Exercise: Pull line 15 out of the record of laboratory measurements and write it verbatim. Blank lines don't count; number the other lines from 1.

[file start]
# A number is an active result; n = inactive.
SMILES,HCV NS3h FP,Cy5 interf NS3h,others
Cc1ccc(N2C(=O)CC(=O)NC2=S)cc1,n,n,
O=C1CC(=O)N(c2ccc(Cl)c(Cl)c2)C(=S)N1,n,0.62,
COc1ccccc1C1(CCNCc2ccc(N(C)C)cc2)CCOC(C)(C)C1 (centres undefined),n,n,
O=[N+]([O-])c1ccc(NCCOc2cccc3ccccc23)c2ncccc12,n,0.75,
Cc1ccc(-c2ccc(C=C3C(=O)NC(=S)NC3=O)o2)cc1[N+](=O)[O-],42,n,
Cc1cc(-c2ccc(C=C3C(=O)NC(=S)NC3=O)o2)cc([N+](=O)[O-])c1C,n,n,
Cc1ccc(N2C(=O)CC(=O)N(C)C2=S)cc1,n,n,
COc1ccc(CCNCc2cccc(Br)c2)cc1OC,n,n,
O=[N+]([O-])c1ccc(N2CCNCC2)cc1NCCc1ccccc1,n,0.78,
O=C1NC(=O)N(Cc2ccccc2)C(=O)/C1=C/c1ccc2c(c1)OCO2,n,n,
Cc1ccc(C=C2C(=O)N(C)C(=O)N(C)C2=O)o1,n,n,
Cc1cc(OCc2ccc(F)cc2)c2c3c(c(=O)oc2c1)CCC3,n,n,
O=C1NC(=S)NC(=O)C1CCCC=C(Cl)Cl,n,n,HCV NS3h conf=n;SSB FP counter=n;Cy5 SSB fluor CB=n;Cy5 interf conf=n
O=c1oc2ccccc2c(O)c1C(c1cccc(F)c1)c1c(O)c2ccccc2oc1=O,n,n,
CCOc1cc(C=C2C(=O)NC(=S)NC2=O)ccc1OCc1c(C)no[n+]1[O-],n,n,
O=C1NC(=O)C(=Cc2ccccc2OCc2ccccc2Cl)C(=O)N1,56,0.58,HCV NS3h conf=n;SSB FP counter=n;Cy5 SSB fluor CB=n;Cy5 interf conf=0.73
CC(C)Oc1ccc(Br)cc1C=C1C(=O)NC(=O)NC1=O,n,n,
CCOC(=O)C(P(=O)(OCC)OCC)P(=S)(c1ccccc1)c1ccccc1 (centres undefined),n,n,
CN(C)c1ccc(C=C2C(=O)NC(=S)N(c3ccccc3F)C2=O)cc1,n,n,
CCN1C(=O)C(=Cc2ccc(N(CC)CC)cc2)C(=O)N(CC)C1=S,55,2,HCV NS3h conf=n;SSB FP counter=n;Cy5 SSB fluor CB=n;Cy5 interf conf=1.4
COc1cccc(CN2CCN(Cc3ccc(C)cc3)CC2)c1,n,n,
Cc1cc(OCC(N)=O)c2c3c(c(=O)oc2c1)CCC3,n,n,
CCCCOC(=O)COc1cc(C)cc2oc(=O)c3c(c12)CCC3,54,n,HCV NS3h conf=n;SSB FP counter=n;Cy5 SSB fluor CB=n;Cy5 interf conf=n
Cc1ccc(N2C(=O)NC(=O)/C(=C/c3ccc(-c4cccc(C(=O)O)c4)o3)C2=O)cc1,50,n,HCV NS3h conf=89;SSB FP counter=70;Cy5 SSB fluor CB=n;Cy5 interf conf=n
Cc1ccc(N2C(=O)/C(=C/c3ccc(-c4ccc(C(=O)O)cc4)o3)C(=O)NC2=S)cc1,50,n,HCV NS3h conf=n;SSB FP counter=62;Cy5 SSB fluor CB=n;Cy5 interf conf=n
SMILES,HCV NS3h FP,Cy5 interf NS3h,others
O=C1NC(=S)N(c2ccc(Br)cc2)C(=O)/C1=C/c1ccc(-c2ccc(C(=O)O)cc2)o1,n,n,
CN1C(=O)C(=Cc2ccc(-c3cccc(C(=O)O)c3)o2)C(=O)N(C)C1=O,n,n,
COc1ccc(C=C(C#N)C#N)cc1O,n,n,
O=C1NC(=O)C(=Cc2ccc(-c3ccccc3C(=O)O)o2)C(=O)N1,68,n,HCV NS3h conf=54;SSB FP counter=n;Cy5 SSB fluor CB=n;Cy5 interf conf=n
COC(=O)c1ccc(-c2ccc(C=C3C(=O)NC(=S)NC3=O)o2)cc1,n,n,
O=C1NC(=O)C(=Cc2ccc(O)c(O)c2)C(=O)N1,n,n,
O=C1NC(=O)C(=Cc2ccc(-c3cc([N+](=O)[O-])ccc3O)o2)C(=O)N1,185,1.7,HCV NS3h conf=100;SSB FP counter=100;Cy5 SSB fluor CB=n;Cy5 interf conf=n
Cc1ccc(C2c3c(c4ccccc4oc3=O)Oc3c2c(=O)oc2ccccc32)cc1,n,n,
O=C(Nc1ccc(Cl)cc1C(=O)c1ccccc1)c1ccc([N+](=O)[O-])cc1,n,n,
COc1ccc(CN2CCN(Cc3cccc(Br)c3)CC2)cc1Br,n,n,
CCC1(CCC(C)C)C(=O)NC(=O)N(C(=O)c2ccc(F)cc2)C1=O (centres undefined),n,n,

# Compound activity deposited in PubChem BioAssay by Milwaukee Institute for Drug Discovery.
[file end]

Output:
O=C1NC(=S)NC(=O)C1CCCC=C(Cl)Cl,n,n,HCV NS3h conf=n;SSB FP counter=n;Cy5 SSB fluor CB=n;Cy5 interf conf=n